The pop operation simply reads the element indexed by the counter and decrements the counter.

The basic operations of incrementing or decrementing a counter and storing or reading an item in an array are constant time.

Aggregate method.  Assuming the array is arbitrarily large (no doubling is needed) the cost of all the operations is O(n) for n push and pop operations, because push is just increment and store and pop is just read and decrement, all of which are constant time.  For simplicity lets assume each of these operations costs 1 unit of time.

In the worst case a doubling happens after the first element, the second element, the fourth element, etc. Let's say copying costs 1 unit (though one might argue it costs 2 units, one to read and one to write). In that case, the total cost for doubling is at worst

1+2+4+ ... + n/2 + n < 2n

Because each doubling involves copying all the elements at that time (note: what about array initialization?  Then would be 2+4+...+2n.

Thus the overall cost is 3n, or O(n), and the amortized cost of an operation is 3 (or 5 if we account for array initialization).

What would be the amortized running time if we just added a constant amount of new storage instead of doubling?  What about if we multiplied the storage by 1.5 or 3 rather than doubling?

Banker's method.  Say we keep $2 for each element stored in the stack that is beyond the midpoint of the current array.  Then in the normal case we need $3 to store an item, $1 to do the work of storing it, and $2 that we keep for that item in the future.  Thus the cost of a push is $3 (note the cost of a pop is just $1).

Now when we need to do a doubling operation, there are clearly twice as many element to copy as there are elements with money allocated to them.  Again if copying an element costs $1, we have enough money to pay for all the copies needed.

Before doubling:

                 $ $ $ $ $ $ $ $
                 $ $ $ $ $ $ $ $


After doubling:

|x|x|x|x|x|x|x|x|x|x|x|x|x|x|x|x| | | | | | | | | | | | | | | | |

For all of the examples we have considered here, the aggregate method worked pretty well; we didn't really need the banker's method.  Sometimes it is a useful way of thinking about things where it's not so easy to just write down a sum.  However, note that it is an "art" to figure out what operations to bank money on, and how much to bank.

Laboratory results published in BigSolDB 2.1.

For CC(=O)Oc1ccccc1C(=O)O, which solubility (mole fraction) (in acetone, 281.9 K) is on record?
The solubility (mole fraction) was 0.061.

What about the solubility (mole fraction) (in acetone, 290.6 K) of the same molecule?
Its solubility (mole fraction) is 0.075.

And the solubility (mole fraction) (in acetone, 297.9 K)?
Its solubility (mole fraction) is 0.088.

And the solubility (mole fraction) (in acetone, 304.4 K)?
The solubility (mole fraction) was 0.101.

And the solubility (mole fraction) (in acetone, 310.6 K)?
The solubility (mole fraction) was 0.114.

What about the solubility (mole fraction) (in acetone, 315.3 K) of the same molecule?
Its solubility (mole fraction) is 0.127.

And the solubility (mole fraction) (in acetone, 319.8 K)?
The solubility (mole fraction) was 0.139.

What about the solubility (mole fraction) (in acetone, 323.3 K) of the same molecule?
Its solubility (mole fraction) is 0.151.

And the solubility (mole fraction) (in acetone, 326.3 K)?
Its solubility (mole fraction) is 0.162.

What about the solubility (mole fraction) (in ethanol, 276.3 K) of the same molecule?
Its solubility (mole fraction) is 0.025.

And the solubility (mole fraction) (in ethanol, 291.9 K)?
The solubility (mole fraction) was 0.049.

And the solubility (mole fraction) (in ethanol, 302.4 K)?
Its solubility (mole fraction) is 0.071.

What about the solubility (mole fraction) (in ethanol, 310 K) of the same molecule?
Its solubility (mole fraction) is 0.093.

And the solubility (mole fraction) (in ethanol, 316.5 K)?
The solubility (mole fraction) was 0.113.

Potential Functions (Physicist's Method)

This is a more formal version of the banker's method.  Instead of distributing money across items in the data structure, we will keep money in a piggy bank, as what's really important is that we have enough money to pay for operations as they happen.  We will call the amount of money in the bank the potential function, Φ, for the problem.

For each of the problems considered above we can write down a potential function.

For the counter problem:

     Φ(counter) = # of 1 bits in the counter

For the queue implemented in terms of a stack:

     Φ(queue) = 2 * size of stack 1

For the stack implemented in terms of a resizing array:

     Φ(stack) = 2(k-L/2) if k>=L/2, 0 otherwise

where L is the current array size and k is the number of elements currently in the stack.

Say a data structure changes from state S to state S' as the result of doing some operation, we can define the amortized cost of the operation using Φ as

amortized cost = actual cost + Φ(S') - Φ(S)

Which is simply the amount of additional money that we need to maintain our piggy bank and pay for the work.

Note that if the potential is non-negative and starts at zero, then the sum of the actual costs is <= the sum of the amortized costs.

Next we will consider splay trees, where we will see how useful this formalism is.

Splay Trees and Amortized Analysis

A splay tree is an efficient implementation of a binary search tree that takes advantage of locality in the incoming lookup requests. We will cover splay trees in recitation.